At the Healthcare Medicine Institute (HealthCMi), we offer many acupuncture continuing education courses for the treatment of gynecological related conditions. The course entitled The Menstrual Cycle covers the treatment of menorrhagia, PCOS, painful menstruation and many other important health concerns. The course entitled Free the Qi and Blood covers treatments for ovarian cysts, leukorrhea, uterine bleeding, PMS, breast nodules, and more. There are many other online courses at HealthCMi including Herbal Insights: Tonify Blood, which covers the treatment of menopause, dysmenorrhea, PMS, and late menstruation. This course is presented by Prof. Richard Liao, L.Ac. and is available 24/7 for acupuncture CEUs and NCCAOM PDAs through the HealthCMi online learning system.
Li, Rui-li, Jin-ying Fu, Ying-ying Deng, Wen-juan Shen, Hong-li Ma, Wei Li, and Xiao-ke Wu. "Review of acupuncture treatment for perimenopausal syndrome." Journal of Acupuncture and Tuina Science 2, no. 13 (2015): 129-133.
Chen BY. Acupuncture normalizes dysfunction of hypothalamic-pituitary-ovarian axis. Acupunct Electrother Res, 1997, 22(2): 97-108.
Zhao H, Tian ZZ, Chen BY. Electroacupuncture stimulates hypothalamic aromatization. Brain Res, 2005, 1037(1-2): 164-170.
Cheng K, Tian SL. Effects of preventive- electroacupuncture of “Guanyuan” (CV 4) and “Sanyinjiao” (SP 6) on hypothalamus-pituitary-ovary axis in ovariectomized rats. Zhen Ci Yan Jiu, 2012, 37(1): 15-19.
Hu L, Wang HL, Gao XZ, Shen XM, Jin R, Zhu QC, He ZB. Comparison of regulative effects of electro- acupuncture at “Guanyuan” (CV 4) and “Sanyinjiao” (SP 6) on sex hormones and hypothalamic β-endorphin in perimenopausal model rats. Zhongguo Zhen Jiu, 2004.
Jin H, Liu TT, Wang R. Clinical observation on acupuncture at the five-zangshu for treatment of perimenopausal syndrome. Zhongguo Zhen Jiu, 2007, 27(8): 572-574.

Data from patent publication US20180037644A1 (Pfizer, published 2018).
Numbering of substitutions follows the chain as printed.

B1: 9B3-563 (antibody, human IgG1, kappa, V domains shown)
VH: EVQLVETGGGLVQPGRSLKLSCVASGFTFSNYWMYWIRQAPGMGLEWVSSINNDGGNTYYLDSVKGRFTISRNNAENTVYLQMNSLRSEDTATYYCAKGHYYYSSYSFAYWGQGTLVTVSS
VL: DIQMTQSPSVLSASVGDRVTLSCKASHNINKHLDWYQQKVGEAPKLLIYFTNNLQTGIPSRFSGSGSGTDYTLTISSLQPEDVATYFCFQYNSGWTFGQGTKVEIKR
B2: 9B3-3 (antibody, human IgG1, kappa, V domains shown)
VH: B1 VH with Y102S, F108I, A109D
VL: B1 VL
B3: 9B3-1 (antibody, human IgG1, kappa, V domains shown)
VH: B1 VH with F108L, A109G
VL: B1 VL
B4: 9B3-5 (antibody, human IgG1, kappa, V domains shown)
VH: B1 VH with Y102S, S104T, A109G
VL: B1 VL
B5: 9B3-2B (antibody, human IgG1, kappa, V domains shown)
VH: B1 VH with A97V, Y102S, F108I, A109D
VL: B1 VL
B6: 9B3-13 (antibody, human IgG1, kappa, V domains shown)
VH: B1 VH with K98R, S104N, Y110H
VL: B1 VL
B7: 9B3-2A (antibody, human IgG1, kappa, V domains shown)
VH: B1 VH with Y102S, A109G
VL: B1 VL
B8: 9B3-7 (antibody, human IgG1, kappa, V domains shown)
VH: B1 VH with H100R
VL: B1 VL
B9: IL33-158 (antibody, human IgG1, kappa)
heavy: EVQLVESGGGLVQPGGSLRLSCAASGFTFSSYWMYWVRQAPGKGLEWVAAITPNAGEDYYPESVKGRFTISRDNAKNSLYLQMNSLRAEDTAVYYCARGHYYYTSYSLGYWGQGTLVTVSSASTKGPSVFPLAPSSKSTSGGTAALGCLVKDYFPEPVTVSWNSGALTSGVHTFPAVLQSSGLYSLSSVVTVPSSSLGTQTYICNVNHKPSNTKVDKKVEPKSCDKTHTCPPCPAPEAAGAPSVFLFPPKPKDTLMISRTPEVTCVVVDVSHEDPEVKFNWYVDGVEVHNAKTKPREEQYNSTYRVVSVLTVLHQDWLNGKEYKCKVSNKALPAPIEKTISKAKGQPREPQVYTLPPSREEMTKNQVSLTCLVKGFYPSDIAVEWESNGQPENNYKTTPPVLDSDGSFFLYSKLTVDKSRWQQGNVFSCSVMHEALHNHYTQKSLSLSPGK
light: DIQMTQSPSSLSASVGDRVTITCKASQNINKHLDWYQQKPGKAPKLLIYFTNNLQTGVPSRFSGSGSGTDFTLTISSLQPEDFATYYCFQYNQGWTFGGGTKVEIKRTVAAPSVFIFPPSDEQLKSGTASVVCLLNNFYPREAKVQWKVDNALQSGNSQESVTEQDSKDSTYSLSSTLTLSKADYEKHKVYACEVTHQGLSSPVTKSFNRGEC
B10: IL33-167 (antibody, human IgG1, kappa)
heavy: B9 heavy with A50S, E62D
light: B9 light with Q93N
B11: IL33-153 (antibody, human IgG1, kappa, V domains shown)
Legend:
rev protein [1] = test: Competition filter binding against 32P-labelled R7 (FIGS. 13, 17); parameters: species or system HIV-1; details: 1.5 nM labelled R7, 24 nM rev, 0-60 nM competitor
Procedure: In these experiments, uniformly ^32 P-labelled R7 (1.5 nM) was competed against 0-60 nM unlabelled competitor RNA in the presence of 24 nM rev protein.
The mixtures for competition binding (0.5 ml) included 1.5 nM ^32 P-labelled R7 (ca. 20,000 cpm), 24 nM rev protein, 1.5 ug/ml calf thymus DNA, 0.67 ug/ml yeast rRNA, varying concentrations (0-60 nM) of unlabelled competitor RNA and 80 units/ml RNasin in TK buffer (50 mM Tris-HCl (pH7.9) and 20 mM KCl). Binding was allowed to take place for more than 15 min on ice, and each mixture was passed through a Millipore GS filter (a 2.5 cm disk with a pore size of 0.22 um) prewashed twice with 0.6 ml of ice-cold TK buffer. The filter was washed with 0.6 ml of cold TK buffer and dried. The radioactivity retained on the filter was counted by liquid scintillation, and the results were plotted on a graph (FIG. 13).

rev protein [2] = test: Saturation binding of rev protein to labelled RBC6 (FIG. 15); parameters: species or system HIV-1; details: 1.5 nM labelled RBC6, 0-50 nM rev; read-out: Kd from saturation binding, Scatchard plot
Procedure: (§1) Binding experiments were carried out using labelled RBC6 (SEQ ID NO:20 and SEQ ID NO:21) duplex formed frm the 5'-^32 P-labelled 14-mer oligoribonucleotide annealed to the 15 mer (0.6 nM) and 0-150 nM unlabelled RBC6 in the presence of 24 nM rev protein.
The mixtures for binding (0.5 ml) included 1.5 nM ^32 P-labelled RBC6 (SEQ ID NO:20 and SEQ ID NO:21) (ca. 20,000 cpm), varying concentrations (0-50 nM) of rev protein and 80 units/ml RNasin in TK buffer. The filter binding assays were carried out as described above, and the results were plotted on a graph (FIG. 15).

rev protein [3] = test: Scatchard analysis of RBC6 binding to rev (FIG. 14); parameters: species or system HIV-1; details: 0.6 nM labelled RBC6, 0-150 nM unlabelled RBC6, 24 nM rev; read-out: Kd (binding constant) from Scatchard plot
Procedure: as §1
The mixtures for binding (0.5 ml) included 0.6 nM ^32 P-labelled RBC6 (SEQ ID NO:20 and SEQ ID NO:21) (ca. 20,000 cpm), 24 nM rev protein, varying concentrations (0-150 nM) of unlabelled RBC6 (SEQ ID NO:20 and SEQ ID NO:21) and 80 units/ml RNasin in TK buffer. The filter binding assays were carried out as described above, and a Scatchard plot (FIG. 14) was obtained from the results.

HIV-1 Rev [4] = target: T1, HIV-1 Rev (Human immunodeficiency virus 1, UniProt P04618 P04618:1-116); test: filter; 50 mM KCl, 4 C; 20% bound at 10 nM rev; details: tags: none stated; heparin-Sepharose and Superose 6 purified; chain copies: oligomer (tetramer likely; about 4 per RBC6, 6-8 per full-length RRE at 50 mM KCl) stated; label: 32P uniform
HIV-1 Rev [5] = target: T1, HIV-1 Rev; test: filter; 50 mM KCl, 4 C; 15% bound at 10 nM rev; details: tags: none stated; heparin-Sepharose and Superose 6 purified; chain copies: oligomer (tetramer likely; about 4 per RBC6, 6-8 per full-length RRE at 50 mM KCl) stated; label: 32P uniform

Shang YJ, Bhang Y, Kong LL, Wang YY, Wang DS, Li J. Clinical observation on combination of source point and Back-Shu point for treatment of perimenopausal syndrome. Zhongguo Zhen Jiu, 2009, 29(6): 444-448.
Qin ZY, Ling H, Xia XH, Meng L, Wu ZJ. Effects of electroacupuncture of Sanyinjiao (SP 6) on genito- endocrine in patients with perimenopausal syndrome. Zhen Ci Yan Jiu, 2007, 32(4): 255-259.
Li Y, Xia Y, Liu SM, Ju ZY, Shi XL, Chen MG, Cheng L, He JS. Effect of electroacupuncture on serum sex hormones in patients with perimenopausal syndrome. Shanghai Zhenjiu Zazhi, 2010, 29(4): 199-201.
Chen BY, Cheng LH, Gao H, Ji SZ. Effects of electroacupuncture on the expression of estrogen receptor protein and mRNA in rat brain. Shengli Xuebao, 1998, 50(5): 495-500.
Yao X, Wang XQ, Ma SL, Chen BY. Electroacupuncture stimulates the expression of prolactin-releasing peptide (PrRP) in the medulla oblongata of ovariectomized rats. Neurosci Lett, 2006, 411(3): 243-248.
Tan KP, Yao X, Li XW. Observation on clinical effect of acupuncture plus Zi Shen Tiao Gan Decoction for perimenopausal insomnia. J Acupunct Tuina Sci, 2015, 13 (1): 49-53.
- See more at: http://www.healthcmi.com/Acupuncture-Continuing-Education-News/1483-acupuncture-perimenopause-relief#sthash.8eGFNWQQ.dpuf